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Nursing home in Israel preserves the spirit of Bulgaria

Photo: retirement-home-58.business.site

"With gratitude to the Bulgarian people who saved their Jewish brothers and sisters from the inferno of the Holocaust in 1943." This huge inscription on the wall at the entrance of the nursery home in the Israeli city of Rishon LeZion will forever be a token of the appreciation of the people who escaped the Nazi gas chambers thanks to the involvement of Bulgarians.

The nursing home located in the middle of a huge park on the outskirts of Rishon LeZion, Israel’s fourth biggest city, was founded in the 1950s. The settlers from Bulgaria would give a portion of their daily living to provide for their old age, says one of the oldest members of the nursery home governing board, Nesim Levy. He himself arrived in Israel from Bulgaria at the age of only 8. According to him, Bulgarian until recently was the main language spoken in the complex.

"The story of the nursing home began with the organization of the Bulgarian Jews in Israel”, he recalls. “They used to write down the names of Bulgarian Jews in order to provide them with state benefits. Then, 2% of this money was collected to buy the first building of the care home. With the proceeds, we were able to build also a second building and today we are one of the largest such institutions in Israel. We all work on a volunteer basis here except for the doctors and nurses. We have 420 residents and 200 staff members. At the time, only Bulgarian Jews could live in the home, but as they pass away one by one, we already have people from Russia, Romania, Morocco and many other countries.”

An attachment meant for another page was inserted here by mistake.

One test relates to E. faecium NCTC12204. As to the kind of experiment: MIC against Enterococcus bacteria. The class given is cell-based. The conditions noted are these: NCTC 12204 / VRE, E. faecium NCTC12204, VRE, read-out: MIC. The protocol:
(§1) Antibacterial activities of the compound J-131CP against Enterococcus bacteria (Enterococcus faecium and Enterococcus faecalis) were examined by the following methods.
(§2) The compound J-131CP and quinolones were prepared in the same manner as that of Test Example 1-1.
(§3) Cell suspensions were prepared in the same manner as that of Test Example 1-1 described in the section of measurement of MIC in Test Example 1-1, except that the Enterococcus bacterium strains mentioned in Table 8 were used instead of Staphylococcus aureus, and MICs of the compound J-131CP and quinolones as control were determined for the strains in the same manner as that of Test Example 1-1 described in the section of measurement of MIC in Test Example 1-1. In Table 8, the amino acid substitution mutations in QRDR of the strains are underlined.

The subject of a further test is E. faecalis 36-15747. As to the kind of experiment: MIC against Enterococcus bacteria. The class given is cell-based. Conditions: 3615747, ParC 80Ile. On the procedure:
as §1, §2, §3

People in the home have forgotten neither their first homeland, nor their gratitude to the Bulgarian people and try to always show it. It is not by chance that in the 1990s, when Bulgaria experienced a major economic crisis, they raised money and planes with various foodstuffs flew to the country. Milk tanks arrived for the children in Bulgaria’s town of Kyustendil, where the delegation of the rescuers of Bulgarian Jews departed in 1943.

"We raised money for the synagogue in Sofia, for the construction of the museum in honour of Dimitar Peshev in Kyustendil," adds Nesim Levy. "A few months ago, with My whole family - 16 people - my wife, children, daughters-in-law, sons-in-law and grandchildren, we visited the museum and travelled around Bulgaria."

Before the quarantine because of Covid-19 was introduced, animators, gymnastics instructors, leaders of theatrical, dance and music groups revived the nursing home. But the epidemic also put to the test its residents, since one third of the victims of the contagion in Israel are residents of such social care homes. According to the temporary director of the facility, Asher Arpaz, incoming staff members had spread the contagion also there.

"I am of the second generation of Bulgarian Jews in Israel and I was born here," he recounts. “As an assistant to the chairman of Organization of Bulgarian Jews, I took charge of the Beit Avot (the nursery home) because the coronavirus makes it difficult to find a candidate for the director’s post. When the epidemic started, we banned visits to the home, we bought masks, gloves and protective clothing with our own funds, and started testing the people. Unfortunately, probably through staff members who also work elsewhere, the infection came to us and 20 people tested positive for Covid-19. But once we started taking action, we have no more cases at the home. We have resumed our music and gymnastics classes and hope to return to our normal lifestyle soon.”

One of the latest initiatives at the Rishon LeZion nursery home is to throw a generational bridge between seniors and children. And although every child has his or her own grandparents, there is always something to learn from people with a larger life experience. That is why Asher Arpaz's team intends, as soon as the restrictions are removed, to organize groups of children from kindergartens and schools to come and meet the elderly residents of the home. A new initiative has been born among the businessmen with Bulgarian roots in Israel entitled "Adopt an Elder" aimed at supporting both financially and with various other gestures the vanishing generation of people born in Bulgaria.

English Rossitsa Petcova

Photos: courtesy of Fenya Dekalo

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